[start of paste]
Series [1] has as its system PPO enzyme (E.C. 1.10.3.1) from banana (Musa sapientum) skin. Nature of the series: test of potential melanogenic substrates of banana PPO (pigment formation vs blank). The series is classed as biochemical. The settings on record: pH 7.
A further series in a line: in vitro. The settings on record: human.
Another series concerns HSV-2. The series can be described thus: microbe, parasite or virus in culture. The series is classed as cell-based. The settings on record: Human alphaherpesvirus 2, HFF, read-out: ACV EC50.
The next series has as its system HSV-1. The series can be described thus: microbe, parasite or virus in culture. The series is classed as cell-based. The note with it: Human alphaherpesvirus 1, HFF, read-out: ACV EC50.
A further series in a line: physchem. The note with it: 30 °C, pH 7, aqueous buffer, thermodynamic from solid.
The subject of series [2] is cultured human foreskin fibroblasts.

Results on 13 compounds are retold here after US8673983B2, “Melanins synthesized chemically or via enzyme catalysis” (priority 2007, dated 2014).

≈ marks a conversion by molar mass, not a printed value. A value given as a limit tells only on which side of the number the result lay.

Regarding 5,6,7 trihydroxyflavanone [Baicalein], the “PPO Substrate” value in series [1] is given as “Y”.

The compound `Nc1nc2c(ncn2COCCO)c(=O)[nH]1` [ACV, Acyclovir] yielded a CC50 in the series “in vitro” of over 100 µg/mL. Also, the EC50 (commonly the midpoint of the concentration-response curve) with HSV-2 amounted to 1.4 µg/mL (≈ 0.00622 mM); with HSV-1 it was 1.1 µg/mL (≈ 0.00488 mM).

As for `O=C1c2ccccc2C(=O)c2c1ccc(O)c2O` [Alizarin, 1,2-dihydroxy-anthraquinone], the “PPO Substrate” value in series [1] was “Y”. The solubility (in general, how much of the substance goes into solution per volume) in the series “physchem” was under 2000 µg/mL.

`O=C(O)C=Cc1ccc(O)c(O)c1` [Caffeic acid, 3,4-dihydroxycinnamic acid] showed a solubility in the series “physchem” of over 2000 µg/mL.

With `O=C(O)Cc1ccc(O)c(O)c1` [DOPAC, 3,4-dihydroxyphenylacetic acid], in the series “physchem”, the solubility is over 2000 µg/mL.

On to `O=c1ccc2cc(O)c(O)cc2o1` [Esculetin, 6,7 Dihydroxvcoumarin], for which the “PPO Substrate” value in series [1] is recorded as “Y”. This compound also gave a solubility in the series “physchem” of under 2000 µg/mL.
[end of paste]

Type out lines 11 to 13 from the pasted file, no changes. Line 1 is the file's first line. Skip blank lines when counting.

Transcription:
As for `O=C1c2ccccc2C(=O)c2c1ccc(O)c2O` [Alizarin, 1,2-dihydroxy-anthraquinone], the “PPO Substrate” value in series [1] was “Y”. The solubility (in general, how much of the substance goes into solution per volume) in the series “physchem” was under 2000 µg/mL.

`O=C(O)C=Cc1ccc(O)c(O)c1` [Caffeic acid, 3,4-dihydroxycinnamic acid] showed a solubility in the series “physchem” of over 2000 µg/mL.

With `O=C(O)Cc1ccc(O)c(O)c1` [DOPAC, 3,4-dihydroxyphenylacetic acid], in the series “physchem”, the solubility is over 2000 µg/mL.